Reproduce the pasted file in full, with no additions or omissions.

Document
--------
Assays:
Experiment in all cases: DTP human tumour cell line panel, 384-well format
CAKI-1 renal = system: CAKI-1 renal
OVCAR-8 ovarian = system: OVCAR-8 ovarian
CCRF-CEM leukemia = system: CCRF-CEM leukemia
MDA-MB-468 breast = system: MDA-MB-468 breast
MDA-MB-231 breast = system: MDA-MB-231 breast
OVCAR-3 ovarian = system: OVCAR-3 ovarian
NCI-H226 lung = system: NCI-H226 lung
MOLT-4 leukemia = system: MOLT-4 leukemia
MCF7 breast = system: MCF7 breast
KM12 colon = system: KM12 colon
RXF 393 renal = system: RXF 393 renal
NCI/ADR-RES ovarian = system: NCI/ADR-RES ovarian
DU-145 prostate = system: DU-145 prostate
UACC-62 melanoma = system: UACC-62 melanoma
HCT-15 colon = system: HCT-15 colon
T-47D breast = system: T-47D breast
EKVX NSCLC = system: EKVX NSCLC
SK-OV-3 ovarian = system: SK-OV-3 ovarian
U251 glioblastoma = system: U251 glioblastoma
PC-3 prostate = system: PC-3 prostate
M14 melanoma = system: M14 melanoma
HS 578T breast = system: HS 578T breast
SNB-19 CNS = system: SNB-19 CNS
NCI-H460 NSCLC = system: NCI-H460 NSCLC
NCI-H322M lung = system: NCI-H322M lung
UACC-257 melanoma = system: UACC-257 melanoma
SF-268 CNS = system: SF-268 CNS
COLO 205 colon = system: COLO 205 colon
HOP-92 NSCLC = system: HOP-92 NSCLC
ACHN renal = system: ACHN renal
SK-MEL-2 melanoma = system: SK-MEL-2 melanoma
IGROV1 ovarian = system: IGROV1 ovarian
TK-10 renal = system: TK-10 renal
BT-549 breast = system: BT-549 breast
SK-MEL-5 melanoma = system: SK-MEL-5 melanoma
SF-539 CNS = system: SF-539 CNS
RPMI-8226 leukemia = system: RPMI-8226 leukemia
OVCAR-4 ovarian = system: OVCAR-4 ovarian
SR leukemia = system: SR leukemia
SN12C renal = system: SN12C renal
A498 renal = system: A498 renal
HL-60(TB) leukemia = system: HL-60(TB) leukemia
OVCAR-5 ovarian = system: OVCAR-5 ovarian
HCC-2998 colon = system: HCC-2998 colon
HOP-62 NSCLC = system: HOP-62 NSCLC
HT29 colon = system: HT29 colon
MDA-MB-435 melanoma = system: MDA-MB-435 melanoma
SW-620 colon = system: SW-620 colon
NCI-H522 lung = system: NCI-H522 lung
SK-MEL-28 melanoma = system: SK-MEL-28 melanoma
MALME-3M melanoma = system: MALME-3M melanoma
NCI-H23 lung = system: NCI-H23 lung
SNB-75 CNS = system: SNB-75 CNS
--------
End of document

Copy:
Assays:
Experiment in all cases: DTP human tumour cell line panel, 384-well format
CAKI-1 renal = system: CAKI-1 renal
OVCAR-8 ovarian = system: OVCAR-8 ovarian
CCRF-CEM leukemia = system: CCRF-CEM leukemia
MDA-MB-468 breast = system: MDA-MB-468 breast
MDA-MB-231 breast = system: MDA-MB-231 breast
OVCAR-3 ovarian = system: OVCAR-3 ovarian
NCI-H226 lung = system: NCI-H226 lung
MOLT-4 leukemia = system: MOLT-4 leukemia
MCF7 breast = system: MCF7 breast
KM12 colon = system: KM12 colon
RXF 393 renal = system: RXF 393 renal
NCI/ADR-RES ovarian = system: NCI/ADR-RES ovarian
DU-145 prostate = system: DU-145 prostate
UACC-62 melanoma = system: UACC-62 melanoma
HCT-15 colon = system: HCT-15 colon
T-47D breast = system: T-47D breast
EKVX NSCLC = system: EKVX NSCLC
SK-OV-3 ovarian = system: SK-OV-3 ovarian
U251 glioblastoma = system: U251 glioblastoma
PC-3 prostate = system: PC-3 prostate
M14 melanoma = system: M14 melanoma
HS 578T breast = system: HS 578T breast
SNB-19 CNS = system: SNB-19 CNS
NCI-H460 NSCLC = system: NCI-H460 NSCLC
NCI-H322M lung = system: NCI-H322M lung
UACC-257 melanoma = system: UACC-257 melanoma
SF-268 CNS = system: SF-268 CNS
COLO 205 colon = system: COLO 205 colon
HOP-92 NSCLC = system: HOP-92 NSCLC
ACHN renal = system: ACHN renal
SK-MEL-2 melanoma = system: SK-MEL-2 melanoma
IGROV1 ovarian = system: IGROV1 ovarian
TK-10 renal = system: TK-10 renal
BT-549 breast = system: BT-549 breast
SK-MEL-5 melanoma = system: SK-MEL-5 melanoma
SF-539 CNS = system: SF-539 CNS
RPMI-8226 leukemia = system: RPMI-8226 leukemia
OVCAR-4 ovarian = system: OVCAR-4 ovarian
SR leukemia = system: SR leukemia
SN12C renal = system: SN12C renal
A498 renal = system: A498 renal
HL-60(TB) leukemia = system: HL-60(TB) leukemia
OVCAR-5 ovarian = system: OVCAR-5 ovarian
HCC-2998 colon = system: HCC-2998 colon
HOP-62 NSCLC = system: HOP-62 NSCLC
HT29 colon = system: HT29 colon
MDA-MB-435 melanoma = system: MDA-MB-435 melanoma
SW-620 colon = system: SW-620 colon
NCI-H522 lung = system: NCI-H522 lung
SK-MEL-28 melanoma = system: SK-MEL-28 melanoma
MALME-3M melanoma = system: MALME-3M melanoma
NCI-H23 lung = system: NCI-H23 lung
SNB-75 CNS = system: SNB-75 CNS